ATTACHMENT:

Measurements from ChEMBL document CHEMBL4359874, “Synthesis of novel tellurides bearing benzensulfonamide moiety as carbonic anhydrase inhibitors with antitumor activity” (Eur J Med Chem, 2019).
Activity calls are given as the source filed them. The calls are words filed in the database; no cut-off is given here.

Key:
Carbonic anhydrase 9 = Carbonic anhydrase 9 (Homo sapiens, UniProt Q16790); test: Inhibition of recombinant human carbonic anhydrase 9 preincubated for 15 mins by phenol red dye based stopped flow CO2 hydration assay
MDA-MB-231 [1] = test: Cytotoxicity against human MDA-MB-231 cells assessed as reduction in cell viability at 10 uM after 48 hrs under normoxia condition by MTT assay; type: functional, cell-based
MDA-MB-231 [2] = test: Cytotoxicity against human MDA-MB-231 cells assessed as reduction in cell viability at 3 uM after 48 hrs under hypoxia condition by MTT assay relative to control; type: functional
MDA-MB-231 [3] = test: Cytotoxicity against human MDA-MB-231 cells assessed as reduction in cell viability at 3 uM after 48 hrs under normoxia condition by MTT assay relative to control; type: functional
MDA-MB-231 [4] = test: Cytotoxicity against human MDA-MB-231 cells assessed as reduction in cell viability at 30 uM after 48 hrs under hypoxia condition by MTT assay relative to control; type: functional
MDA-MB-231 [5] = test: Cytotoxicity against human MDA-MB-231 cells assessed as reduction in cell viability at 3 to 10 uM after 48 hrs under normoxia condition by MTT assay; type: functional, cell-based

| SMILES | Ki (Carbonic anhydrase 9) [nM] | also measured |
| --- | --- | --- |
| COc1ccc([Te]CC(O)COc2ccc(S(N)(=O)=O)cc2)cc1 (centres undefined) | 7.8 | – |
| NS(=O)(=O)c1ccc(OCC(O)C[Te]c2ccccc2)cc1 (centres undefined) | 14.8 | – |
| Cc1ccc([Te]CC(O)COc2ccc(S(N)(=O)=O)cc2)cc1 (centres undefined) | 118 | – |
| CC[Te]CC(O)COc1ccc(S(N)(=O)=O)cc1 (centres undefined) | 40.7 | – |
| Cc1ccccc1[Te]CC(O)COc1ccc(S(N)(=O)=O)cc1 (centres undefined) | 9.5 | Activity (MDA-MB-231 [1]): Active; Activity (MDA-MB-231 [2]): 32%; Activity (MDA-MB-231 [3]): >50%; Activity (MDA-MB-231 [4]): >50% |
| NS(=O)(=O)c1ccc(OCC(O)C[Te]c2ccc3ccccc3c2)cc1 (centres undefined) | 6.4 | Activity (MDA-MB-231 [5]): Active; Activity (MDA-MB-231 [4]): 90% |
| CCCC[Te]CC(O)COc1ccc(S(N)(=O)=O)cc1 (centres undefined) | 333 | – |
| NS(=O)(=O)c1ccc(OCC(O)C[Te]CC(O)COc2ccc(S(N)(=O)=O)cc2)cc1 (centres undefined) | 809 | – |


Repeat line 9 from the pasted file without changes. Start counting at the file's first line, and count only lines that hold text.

MDA-MB-231 [5] = test: Cytotoxicity against human MDA-MB-231 cells assessed as reduction in cell viability at 3 to 10 uM after 48 hrs under normoxia condition by MTT assay; type: functional, cell-based